Binsar Wildlife Sanctuary – A Haven in the Himalayas

Binsar Wildlife Sanctuary

Nestled amidst the verdant embrace of the Kumaon Hills in Uttarakhand, India, lies the Binsar Wildlife Sanctuary – a treasure trove of biodiversity and breathtaking beauty. Established in 1988, this haven for flora and fauna sprawls over 45.59 square kilometers, captivating visitors with its diverse ecosystems, rich history, and panoramic Himalayan vistas.

From Royal Retreat to Wildlife Refuge

Binsar’s story is interwoven with time. Legend has it that the name originates from “Bineshwar,” a local name for Lord Shiva. Historical records reveal that the Chand Dynasty, who ruled Kumaon from the 7th to 18th centuries AD, chose Binsar as their summer capital. The remnants of their reign can still be glimpsed in the ancient temples scattered throughout the sanctuary. The British Raj, too, recognized the sanctuary’s charm and established their own summer estates within the forested embrace.

How to reach Binsar Wildlife Sanctuary

By Air

The nearest airport is Pantnagar Airport (PGH), located around 152 kilometers from Binsar. Taxis are easily available from the airport to Binsar. You can also fly to Dehradun Airport (DED) or Delhi Airport (DEL), which are well-connected to major cities in India. From there, take a taxi or car to reach Binsar.

By Train

Kathgodam Railway Station (KGM) is the nearest railhead, situated about 119 kilometers from Binsar. Several trains connect Kathgodam to major cities like Delhi, Lucknow, and Kolkata. Taxis and buses are readily available from Kathgodam to reach Binsar.

By Road

Binsar is well-connected by motorable roads with major destinations in Kumaon and cities of North India. Buses ply regularly from Haldwani, Almora, Nainital, and Delhi to Binsar. You can also hire a taxi from any of these locations.

Map of Binsar Wildlife Sanctuary

A Tapestry of Flora and Fauna

Binsar boasts a remarkable variety of plant life, with distinct ecosystems thriving at different altitudes. The lower regions are dominated by verdant pine forests, offering a cool and refreshing escape. As you ascend, the landscape transforms into a majestic tapestry of oak and rhododendron forests. During spring, these forests come alive with a vibrant explosion of colors, particularly the ruby-red rhododendrons that paint the hillsides in a breathtaking display. Binsar is home to over 250 species of flowering plants, 24 types of shrubs, and 7 varieties of grasses, creating a verdant paradise for nature enthusiasts.

A Realm of Enchanting Wildlife

The rich tapestry of flora provides a nurturing habitat for a diverse range of fauna. One of the most sought-after sightings in Binsar is the elusive leopard, a magnificent predator that roams the sanctuary’s dense forests. If you’re lucky, you might also catch glimpses of the barking deer, known for their distinctive alarm calls, or the majestic Himalayan serow, an agile goat-antelope that gracefully navigates the slopes. Wild boars, porcupines, yellow-throated martens, and the ubiquitous langurs and macaques are other residents of this vibrant wildlife sanctuary.

A Birder’s Paradise

Birdwatchers flock to Binsar for the opportunity to spot over 200 species of birds. The melodious calls of the Himalayan pheasants, the flash of the crimson sunbird, and the soaring silhouettes of eagles against the clear Himalayan sky are just a few of the avian delights that await visitors. Keen observers might even be fortunate enough to see the elusive lammergeier, a bearded vulture with an impressive wingspan, or the colorful Himalayan monal pheasant, a sight to behold with its iridescent plumage.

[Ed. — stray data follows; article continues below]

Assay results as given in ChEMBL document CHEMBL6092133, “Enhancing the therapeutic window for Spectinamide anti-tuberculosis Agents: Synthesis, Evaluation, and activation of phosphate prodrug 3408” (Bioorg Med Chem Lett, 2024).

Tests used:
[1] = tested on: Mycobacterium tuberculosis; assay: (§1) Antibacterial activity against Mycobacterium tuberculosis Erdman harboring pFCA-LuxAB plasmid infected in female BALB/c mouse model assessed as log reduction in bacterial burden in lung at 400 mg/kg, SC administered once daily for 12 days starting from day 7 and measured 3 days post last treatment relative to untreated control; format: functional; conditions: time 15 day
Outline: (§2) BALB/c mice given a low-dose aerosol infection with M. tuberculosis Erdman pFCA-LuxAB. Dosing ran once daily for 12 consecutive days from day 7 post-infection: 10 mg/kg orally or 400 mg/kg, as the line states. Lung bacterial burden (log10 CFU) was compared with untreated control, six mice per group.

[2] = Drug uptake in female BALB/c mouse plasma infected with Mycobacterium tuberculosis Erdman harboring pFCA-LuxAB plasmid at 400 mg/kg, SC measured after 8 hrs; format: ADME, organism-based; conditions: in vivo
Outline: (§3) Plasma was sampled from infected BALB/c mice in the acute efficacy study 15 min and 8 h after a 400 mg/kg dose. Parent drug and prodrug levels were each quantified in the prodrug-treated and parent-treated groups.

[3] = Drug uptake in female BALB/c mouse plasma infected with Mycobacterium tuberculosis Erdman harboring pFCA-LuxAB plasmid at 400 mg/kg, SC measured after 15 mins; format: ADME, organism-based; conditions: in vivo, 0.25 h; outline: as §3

Unveiling the Sanctuary’s Treasures

While wildlife spotting is a major draw, Binsar offers a plethora of other experiences. For history buffs, the sanctuary is home to a museum that sheds light on the region’s rich flora and fauna. Hikers can embark on trails that weave through the dense forests, offering opportunities to commune with nature and soak in the serenity of the surroundings. Zero Point, the highest point in the sanctuary, rewards visitors with awe-inspiring panoramic views of the majestic Himalayan peaks, including Nanda Devi, Chaukhamba, and Trishul.

Responsible Tourism

Binsar’s pristine beauty is a gift to be cherished and protected. Responsible tourism practices are vital to ensure the sanctuary’s health and well-being. Visitors are encouraged to stick to designated trails, minimize noise pollution, and dispose of waste responsibly. Opting for eco-friendly accommodations and using local guides are other ways to contribute to the sanctuary’s conservation efforts.

A Timeless Enchantment

Binsar Wildlife Sanctuary is more than just a wildlife refuge; it’s a place where history whispers through ancient ruins, nature unveils its breathtaking beauty, and the call of the wild awakens a sense of adventure. Whether you’re a seasoned wildlife enthusiast, a passionate hiker, or simply seeking a tranquil escape amidst the Himalayas, Binsar offers an experience that lingers long after you depart. So, pack your bags, embrace the spirit of adventure, and prepare to be captivated by the timeless enchantment of Binsar.

Things to do in Binsar Wildlife Sanctuary

Wildlife Safari – Embark on a jeep safari or guided nature walk to explore the sanctuary’s diverse flora and fauna. Trained guides can help you spot animals and understand the intricate web of life within Binsar.

Birdwatching – With over 200 species of birds, Binsar is a paradise for birdwatchers. Carry your binoculars and prepare to be enthralled by the symphony of bird calls and the vibrant colors of these feathered residents.

Trekking – Lace up your hiking boots and explore the network of trails that wind through the sanctuary. Choose from easy nature walks to more challenging treks that lead to Zero Point, offering breathtaking Himalayan vistas.

Nature Photography – Capture the essence of Binsar’s beauty – the majestic mountains, the vibrant flora, and the elusive wildlife – through the lens of your camera.

Cultural Immersion – Visit the ancient temples scattered throughout the sanctuary, or explore nearby villages to get a glimpse into the rich Kumaoni culture and traditions.